• Newspapers and websites are full of book and movie reviews that summarize plot and characters. Under fair use, copyright law specifically allows for commentary and criticism of works without the permission of the copyright owner.
  • There is a distinction between ideas and expression of those ideas. Copyright does not protect the idea but does protect the expression of the idea. For example, the idea to include a bank robbery in a film is not protected but the expression of that idea in a specific situation could be protected.
  • The scènes à faire doctrine states that customary elements of a genre cannot be protected. For example, since it is practically obligatory in a sci-fi movie to have an alien, that element cannot be protected by copyright.
  • The merger doctrine allows that when there is only a limited number of ways to say something, it can't be protected. For example, you can only say that it is sunny in so many ways. The idea of it being sunny and the expression, such as "it is sunny," merge and are not protected by copyright.
  • Facts are not protected by copyright because they are not original. For example, saying that "Robert John Downey Jr. played a superhero in Iron Man" is a factual statement that is not protected.
  • In a case of a fan-created encyclopedia of Harry Potter books, the judge noted that "Reference works that [...] [aid] readers of literature generally should be encouraged rather than stifled." The fan lost the lawsuit because of long quotes from the books. Once those were removed, the fan published the encyclopedia (i.e., "Lexicon") for profit.
  • And, of course, consider the elements of fair use as discussed by sharur.

Bottom line

This is not legal advice. If your question is part of a business, I would definitely hire a lawyer to provide detailed advice.

There is a lot more wiggle room than people often assume under copyright. If you are well-meaning, enhance the value of the original work, and avoid long quotes, a judge is likely to like you a lot more.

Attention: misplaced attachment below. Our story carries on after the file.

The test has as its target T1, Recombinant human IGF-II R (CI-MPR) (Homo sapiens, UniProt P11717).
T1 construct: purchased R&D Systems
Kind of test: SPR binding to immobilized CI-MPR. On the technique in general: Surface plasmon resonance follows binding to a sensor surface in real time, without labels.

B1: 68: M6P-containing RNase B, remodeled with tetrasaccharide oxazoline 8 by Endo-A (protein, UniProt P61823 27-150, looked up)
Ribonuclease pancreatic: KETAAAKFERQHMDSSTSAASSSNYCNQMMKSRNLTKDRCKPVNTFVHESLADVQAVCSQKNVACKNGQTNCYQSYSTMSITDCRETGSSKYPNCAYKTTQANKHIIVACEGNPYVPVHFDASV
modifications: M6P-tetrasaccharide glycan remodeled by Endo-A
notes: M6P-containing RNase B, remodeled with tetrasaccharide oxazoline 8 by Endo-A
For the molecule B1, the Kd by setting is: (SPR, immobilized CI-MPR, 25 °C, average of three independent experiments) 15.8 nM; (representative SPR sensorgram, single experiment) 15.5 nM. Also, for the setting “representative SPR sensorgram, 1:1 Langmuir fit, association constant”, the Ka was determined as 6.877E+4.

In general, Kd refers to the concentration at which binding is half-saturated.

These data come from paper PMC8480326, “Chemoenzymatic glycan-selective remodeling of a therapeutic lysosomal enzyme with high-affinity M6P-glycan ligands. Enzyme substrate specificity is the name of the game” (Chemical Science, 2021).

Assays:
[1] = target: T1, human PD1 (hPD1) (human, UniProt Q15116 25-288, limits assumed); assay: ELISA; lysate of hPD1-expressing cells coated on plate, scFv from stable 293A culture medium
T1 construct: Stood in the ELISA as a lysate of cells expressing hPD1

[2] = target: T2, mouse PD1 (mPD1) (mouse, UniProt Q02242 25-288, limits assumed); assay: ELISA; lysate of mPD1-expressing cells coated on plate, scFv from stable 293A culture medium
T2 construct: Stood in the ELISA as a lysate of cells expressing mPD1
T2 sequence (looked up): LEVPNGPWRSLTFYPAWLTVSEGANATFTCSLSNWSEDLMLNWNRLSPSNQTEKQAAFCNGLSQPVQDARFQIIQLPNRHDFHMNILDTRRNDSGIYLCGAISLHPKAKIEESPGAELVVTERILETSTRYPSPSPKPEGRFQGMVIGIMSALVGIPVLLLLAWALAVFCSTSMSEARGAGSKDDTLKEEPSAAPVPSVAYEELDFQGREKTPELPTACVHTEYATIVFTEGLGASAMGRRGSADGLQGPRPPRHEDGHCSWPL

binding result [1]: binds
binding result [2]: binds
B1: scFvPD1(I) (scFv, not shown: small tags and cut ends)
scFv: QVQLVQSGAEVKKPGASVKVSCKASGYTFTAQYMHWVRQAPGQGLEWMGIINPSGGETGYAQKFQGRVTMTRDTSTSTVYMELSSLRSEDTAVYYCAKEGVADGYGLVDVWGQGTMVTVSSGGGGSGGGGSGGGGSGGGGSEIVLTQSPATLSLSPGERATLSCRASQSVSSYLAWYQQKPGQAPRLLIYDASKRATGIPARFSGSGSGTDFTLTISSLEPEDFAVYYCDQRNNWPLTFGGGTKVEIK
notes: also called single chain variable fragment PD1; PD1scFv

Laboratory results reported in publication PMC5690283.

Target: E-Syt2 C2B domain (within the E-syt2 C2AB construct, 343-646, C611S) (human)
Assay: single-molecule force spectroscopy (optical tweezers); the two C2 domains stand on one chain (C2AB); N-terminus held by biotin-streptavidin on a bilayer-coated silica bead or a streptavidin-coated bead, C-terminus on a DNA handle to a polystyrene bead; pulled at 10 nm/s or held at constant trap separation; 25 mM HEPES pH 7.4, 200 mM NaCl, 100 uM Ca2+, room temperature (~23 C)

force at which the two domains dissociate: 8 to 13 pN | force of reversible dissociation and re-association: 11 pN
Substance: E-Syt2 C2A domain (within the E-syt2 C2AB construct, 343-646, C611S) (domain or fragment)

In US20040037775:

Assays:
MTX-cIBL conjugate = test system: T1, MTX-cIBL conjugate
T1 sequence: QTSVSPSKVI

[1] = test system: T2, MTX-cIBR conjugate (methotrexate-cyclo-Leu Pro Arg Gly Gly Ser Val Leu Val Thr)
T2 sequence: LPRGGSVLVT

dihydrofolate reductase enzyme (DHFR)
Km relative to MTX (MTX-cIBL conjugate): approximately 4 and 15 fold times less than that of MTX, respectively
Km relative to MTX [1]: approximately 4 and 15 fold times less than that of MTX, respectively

| improve this answer | |
  • 1
    That it's 'facebook' is the question imo. What would've happened if they had posted that Lexicon on Wiki with the long quotes (for free), instead of Facebook (for 'money')? – Mazura May 7 at 2:25
  • 4
    This wins in the nomination "The most useful answer that doesn't even attempt to answer the question". – Greendrake May 7 at 15:02
8

What you are describing very likely falls under what is called "fair use" and it is perfectly legal. In the U.S. there are four factors to consider, which you can find in the wikipedia article. Rest assured that a posting to Facebook retelling the story in your own words, inevitably with some commentary or criticism added, will certainly pass the test.

sharur's answer is ridiculous and completely wrong. Under no circumstances could what you are doing be considered a "novelization." You are doing what is known as a "recap." Recaps are done on non-profit and for-profit sites all the time for movies and TV shows. There are millions of them out there. Here's a Clone Wars recap from two days ago on a for-profit site. And another one for the same show, different for-profit site.

| improve this answer | |
  • 4
    This would be the correct answer had the OP asked about putting together a brief summary of the main plot. However, if they retell the story "completely", and achieve something that can be substituted for the fun of watching the film, then they risk being seen as a competitor rather than promoter of the film and copyright will be the main legal weapon used by the studio against them. – Jirka Hanika May 6 at 15:26
  • 4
    If you can find a case where a recap was successfully sued because it "substituted for the fun of watching the film," then you might have a point. There are no such cases. The exact words the OP says is "I create a post where I retell the film plot in my own words." That is a recap, which is done thousands of times a day all over the world, and it is perfectly legal. It does not have to be a brief summary, either. – Mohair May 6 at 15:50
  • 3